‘Layoff’ is the darkest word of this year for anyone working in the tech industry this year knowing that tens of thousands have lost their sources of income because of this word. When you land a job at a big tech firm you think that your future is now secured and nothing bad can happen to you as this company is here to stay. But this year has proven all of this wrong, all big tech including FAANG have gone through massive layoffs and it has caused thousands of well-settled employees to go jobless within a blink of an eye.
A few days after Twitter’s new boss Elon Musk slashed half his company’s workforce, Facebook parent Meta announced its most significant round of layoffs ever. Meta said on Wednesday that it’s eliminating 13% of its staff, which amounts to more than 11,000 employees. The tech industry broadly has seen a string of layoffs in 2022 in the face of uncertain economic conditions. The list of companies that went through a layoff is long to name all of them but here are some of them:
The tech titan’s mass layoffs come after the venture’s floundering fourth-quarter earnings pushed the company’s stock back to its lowest point in six years. On top of this, the company has seen consistent challenges from rivals like TikTok and other apps, as well as a slowdown in advertisement due to Apple’s privacy changes to its iPhone operative system.
The company expanded its workforce by around 60% during the pandemic. In a note on Wednesday, Zuckerberg said those investments had been premature and that he’d been betting that the surge in online activity seen during the pandemic would continue. Mark said;
“Unfortunately, this did not play out the way I expected. Not only has online commerce returned to prior trends but the macroeconomic downturn, increased competition, and ads signal loss have caused our revenue to be much lower than I’d expected. I got this wrong, and I take responsibility for that.”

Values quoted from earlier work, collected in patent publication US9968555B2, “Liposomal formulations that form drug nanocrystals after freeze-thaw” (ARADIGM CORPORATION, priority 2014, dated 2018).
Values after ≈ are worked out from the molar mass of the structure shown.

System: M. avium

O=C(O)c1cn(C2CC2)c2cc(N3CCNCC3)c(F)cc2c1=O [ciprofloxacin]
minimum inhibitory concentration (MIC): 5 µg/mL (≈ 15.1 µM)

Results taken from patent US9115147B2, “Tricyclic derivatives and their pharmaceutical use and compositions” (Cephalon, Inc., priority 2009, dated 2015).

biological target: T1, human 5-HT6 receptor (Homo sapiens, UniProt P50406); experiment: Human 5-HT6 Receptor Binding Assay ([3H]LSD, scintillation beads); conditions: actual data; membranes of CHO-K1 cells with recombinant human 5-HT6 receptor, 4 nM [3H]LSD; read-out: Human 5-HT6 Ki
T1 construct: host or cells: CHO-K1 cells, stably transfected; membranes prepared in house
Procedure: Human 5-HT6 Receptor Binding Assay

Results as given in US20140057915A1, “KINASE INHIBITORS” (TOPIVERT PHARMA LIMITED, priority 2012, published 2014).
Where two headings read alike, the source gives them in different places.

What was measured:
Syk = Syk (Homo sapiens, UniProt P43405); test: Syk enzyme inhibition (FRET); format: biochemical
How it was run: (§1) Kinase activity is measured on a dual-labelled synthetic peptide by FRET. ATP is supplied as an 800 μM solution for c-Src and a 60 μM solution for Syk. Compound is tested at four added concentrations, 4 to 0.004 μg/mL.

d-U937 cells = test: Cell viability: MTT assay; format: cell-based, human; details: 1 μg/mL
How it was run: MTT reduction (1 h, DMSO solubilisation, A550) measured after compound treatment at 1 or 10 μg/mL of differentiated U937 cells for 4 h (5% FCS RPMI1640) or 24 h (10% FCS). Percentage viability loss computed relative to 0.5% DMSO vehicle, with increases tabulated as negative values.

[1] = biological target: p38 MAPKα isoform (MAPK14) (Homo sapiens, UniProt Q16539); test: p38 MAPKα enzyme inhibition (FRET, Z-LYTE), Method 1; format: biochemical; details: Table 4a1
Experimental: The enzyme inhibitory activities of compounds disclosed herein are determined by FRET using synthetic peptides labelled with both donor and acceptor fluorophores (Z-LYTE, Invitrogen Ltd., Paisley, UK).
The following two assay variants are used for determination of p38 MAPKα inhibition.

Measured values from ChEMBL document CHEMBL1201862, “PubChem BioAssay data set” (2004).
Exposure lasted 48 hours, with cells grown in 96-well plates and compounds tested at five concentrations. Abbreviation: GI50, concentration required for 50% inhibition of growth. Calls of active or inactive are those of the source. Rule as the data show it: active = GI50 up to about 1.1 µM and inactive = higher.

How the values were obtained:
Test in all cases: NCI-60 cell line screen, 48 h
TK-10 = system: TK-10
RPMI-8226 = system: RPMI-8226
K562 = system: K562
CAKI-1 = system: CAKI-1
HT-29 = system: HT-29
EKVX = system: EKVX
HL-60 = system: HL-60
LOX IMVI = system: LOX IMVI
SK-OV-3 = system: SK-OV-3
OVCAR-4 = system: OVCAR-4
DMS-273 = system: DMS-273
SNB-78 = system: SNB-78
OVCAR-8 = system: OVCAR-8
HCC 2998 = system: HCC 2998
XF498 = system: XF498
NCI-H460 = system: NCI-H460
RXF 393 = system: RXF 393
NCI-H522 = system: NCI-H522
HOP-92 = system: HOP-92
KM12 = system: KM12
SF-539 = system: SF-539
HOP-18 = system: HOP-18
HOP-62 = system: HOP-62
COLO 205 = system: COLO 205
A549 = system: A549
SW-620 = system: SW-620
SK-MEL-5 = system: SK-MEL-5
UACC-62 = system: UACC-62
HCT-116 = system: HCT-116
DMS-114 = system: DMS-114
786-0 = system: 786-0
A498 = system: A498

Shortly after completing his purchase of Twitter, one of Musk’s first orders was to lay off around 3,700 employees – around half of the workforce. Musk claimed his decision was based on Twitter making a loss of around $4m per day.
A class action lawsuit was filed on Thursday against Twitter layoff by its employees, who argued the company was conducting mass layoffs without providing the required 60-day advance notice, in violation of federal and California law.
The lawsuit also asked the San Francisco federal court to issue an order to restrict Twitter from soliciting employees being laid off to sign documents without informing them of the pendency of the case.
Online payments giant Stripe laid off roughly 14% of its staff, which amounts to about 1,100 employees last week. CEO Patrick Collison wrote in a memo to staff that the cuts were necessary amid rising inflation, fears of a looming recession, higher interest rates, energy shocks, tighter investment budgets, and sparser startup funding. Taken together, these factors signal “that 2022 represents the beginning of a different economic climate,” he said.